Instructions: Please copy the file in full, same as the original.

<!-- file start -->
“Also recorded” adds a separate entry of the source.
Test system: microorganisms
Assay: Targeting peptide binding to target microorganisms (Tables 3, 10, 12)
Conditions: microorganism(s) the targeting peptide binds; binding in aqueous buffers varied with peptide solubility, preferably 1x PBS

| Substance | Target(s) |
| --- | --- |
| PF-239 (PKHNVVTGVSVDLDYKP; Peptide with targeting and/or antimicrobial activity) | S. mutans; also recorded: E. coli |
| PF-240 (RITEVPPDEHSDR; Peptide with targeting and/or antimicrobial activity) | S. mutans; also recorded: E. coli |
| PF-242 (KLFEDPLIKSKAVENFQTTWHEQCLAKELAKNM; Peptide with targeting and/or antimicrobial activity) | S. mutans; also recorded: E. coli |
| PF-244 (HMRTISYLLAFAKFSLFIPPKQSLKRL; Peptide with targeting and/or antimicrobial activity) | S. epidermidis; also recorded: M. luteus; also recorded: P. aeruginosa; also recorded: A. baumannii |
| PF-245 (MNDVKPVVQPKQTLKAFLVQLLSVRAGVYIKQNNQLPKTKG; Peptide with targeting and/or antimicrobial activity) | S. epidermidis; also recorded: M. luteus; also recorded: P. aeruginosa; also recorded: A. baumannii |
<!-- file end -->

“Also recorded” adds a separate entry of the source.
Test system: microorganisms
Assay: Targeting peptide binding to target microorganisms (Tables 3, 10, 12)
Conditions: microorganism(s) the targeting peptide binds; binding in aqueous buffers varied with peptide solubility, preferably 1x PBS

| Substance | Target(s) |
| --- | --- |
| PF-239 (PKHNVVTGVSVDLDYKP; Peptide with targeting and/or antimicrobial activity) | S. mutans; also recorded: E. coli |
| PF-240 (RITEVPPDEHSDR; Peptide with targeting and/or antimicrobial activity) | S. mutans; also recorded: E. coli |
| PF-242 (KLFEDPLIKSKAVENFQTTWHEQCLAKELAKNM; Peptide with targeting and/or antimicrobial activity) | S. mutans; also recorded: E. coli |
| PF-244 (HMRTISYLLAFAKFSLFIPPKQSLKRL; Peptide with targeting and/or antimicrobial activity) | S. epidermidis; also recorded: M. luteus; also recorded: P. aeruginosa; also recorded: A. baumannii |
| PF-245 (MNDVKPVVQPKQTLKAFLVQLLSVRAGVYIKQNNQLPKTKG; Peptide with targeting and/or antimicrobial activity) | S. epidermidis; also recorded: M. luteus; also recorded: P. aeruginosa; also recorded: A. baumannii |